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HB 2 Conferees Reach Agreement; HB 3 Conferees 'Real Close'

By J. Lyn Carl,

Austin, TX –

"This bill includes a lot for Texas," said House Speaker Tom Craddick (R-Midland) as he today announced the conferees on HB 2, the public school reform bill, have reached an agreement.

The announcement comes as legislators face a midnight Wednesday drop-dead time and date for the 79th First Called Session to end, and a mandate from Gov. Rick Perry to pass a public school reform bill and a property tax relief bill or face coming back for a second called session.

While Craddick was announcing the five House and five Senate conferees had reached an agreement on HB 2, the Conference Committee on HB 3 was meeting trying to iron out its differences in time to bring the bill to the House and Senate floors.

While things look to be inching closer together for passage of the special session's marquee legislation, Craddick's office was quick to point out in a statement today that, "HB 2 is still linked to property tax relief. Therefore, HB 3 (or similar legislation) must be passed - at any time - before HB 2 can go into effect."

And on the HB 3 front, it was deja vu all over again today. "We're very close," said Rep. Jim Keffer (R-Eastland), as the HB 3 conferees met this afternoon, repeating the oft-uttered mantra used in recent days to discuss progress by the committee.

"Although the hour is late, and we certainly all know we said in the very beginning, this situation of property tax and property tax reduction is not going to go way. We need to make sure the people of Texas are afforded every opportunity to enjoy property tax relief." Keffer said that has been, and will continue to be, the goal of the legislature.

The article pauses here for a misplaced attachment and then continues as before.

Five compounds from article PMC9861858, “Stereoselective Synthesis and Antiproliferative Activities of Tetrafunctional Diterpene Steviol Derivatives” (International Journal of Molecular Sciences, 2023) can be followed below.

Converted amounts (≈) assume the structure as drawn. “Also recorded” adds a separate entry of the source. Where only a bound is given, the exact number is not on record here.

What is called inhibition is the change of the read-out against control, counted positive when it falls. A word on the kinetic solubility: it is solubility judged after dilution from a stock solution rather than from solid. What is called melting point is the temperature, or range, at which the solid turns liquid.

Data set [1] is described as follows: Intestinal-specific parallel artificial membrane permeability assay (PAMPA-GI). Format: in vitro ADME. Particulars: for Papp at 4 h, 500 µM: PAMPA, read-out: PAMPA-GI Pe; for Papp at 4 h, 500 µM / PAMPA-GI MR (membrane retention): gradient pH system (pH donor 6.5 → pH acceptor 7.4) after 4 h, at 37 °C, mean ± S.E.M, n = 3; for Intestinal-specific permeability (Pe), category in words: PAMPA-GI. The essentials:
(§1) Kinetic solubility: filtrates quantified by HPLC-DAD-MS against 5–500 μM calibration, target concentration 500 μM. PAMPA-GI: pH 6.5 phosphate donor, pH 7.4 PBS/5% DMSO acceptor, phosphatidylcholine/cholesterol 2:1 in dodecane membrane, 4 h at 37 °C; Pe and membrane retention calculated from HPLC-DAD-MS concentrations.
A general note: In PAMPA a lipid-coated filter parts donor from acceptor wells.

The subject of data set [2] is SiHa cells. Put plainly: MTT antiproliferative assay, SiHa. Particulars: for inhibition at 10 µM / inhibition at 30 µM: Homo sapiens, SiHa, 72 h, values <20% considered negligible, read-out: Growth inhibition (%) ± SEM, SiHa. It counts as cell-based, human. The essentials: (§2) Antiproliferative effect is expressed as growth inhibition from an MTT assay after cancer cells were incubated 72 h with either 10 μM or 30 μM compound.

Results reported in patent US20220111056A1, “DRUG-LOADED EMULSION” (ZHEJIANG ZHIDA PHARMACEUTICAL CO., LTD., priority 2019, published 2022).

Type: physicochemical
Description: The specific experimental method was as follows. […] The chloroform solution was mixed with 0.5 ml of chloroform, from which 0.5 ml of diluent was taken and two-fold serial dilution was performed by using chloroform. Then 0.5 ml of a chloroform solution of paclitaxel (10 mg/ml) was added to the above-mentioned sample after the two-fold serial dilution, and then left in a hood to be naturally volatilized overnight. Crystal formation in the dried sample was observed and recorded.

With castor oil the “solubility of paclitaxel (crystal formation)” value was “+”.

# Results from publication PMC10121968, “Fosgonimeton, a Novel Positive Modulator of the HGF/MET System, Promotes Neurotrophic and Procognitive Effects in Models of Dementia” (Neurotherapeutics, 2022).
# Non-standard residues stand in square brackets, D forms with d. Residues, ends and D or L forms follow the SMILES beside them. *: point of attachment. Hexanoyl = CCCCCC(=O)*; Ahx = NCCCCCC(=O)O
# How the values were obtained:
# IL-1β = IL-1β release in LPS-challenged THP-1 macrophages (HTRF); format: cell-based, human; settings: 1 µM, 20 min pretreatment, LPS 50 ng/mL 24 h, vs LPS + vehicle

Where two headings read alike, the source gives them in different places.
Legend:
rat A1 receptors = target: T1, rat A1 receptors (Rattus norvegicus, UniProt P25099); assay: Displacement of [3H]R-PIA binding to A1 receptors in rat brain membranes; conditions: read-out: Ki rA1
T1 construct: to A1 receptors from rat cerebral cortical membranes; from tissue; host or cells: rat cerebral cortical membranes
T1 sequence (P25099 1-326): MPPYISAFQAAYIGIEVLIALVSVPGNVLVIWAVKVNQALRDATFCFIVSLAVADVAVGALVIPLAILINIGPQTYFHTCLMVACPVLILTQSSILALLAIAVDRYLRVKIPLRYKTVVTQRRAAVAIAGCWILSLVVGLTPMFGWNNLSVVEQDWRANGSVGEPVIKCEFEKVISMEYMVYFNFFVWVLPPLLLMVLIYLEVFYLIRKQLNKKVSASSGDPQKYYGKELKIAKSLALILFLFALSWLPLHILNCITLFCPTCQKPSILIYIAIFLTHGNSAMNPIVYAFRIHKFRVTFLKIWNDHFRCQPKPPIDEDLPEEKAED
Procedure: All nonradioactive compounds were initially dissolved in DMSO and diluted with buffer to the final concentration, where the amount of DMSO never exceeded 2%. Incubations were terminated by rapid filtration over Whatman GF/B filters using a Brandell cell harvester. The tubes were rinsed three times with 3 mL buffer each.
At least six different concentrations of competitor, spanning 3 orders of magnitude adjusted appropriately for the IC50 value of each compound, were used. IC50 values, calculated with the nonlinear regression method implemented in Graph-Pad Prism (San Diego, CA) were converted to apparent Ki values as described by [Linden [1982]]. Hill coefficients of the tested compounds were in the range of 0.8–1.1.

Addressing the agreed-to language of HB 2, Craddick said, "Every public student in Texas will benefit from this legislation." He said it provides more money for every Texas school district, more money for districts serving at-risk and limited English proficient students, more money for small and rural districts, for school districts operating in high-cost areas, more for transportation, for textbooks and for instructional technology. "HB 2 also provides substantial relief from Robin Hood," said the Speaker.

Meanwhile, back at the ranch, Keffer said that late Monday, the governor, lieutenant governor and House Speaker met for approximately three hours of "discussion" on the HB 3. He said conferees were hopeful that discussion would continue later in the evening. "Unfortunately that didn't happen," he said. "We'll see if that made any difference."

While there are still some differences of opinion among House and Senate conferees on the provisions of HB 3, Keffer said the two sides are "as close as we've ever been." He said the House has agreed to come down on the sales tax increase it had proposed, included a property tax exemption the Senate felt was important, "and we agreed."

Keffer said a version of the bill that the House has signed off on and a version that the Senate had signed off on are being circulated. "I hope that sometime in the future we can get together and get those things worked out."

Sen. Steve Ogden (R-Bryan), Senate chair of the conference committee, said part of the discussion in today's hearing is "to show how close we really are so that there is still some hope for the future." He said that is preferable to someone saying of the legislature, "They couldn't agree and they all left town mad."

Ogden offered the following from the Senate version of HB 3:

- Reduction in the maintenance and operation (M&O) taxes in 2006 to $1.27 if immediate effect. The following tax year M&O tax reduced to $1.25. If voters approve, there will be an additional homestead exemption of $7,500. From 2007-2010, the goal will be to reduce M&O taxes to $1.10.

- Property tax administration issues - clarification on where oil and gas drilling rigs are taxed and clarification on property tax arbitration in the House bill.

- Franchise tax - agree with House to close loopholes - difference is that the Senate supports repeal of the throw-back provision in current tax law. If left in the law, it will be inconsistent with stated policy of the state regarding franchise taxes. If subject to franchise tax, only tax to extent of the profits made in Texas.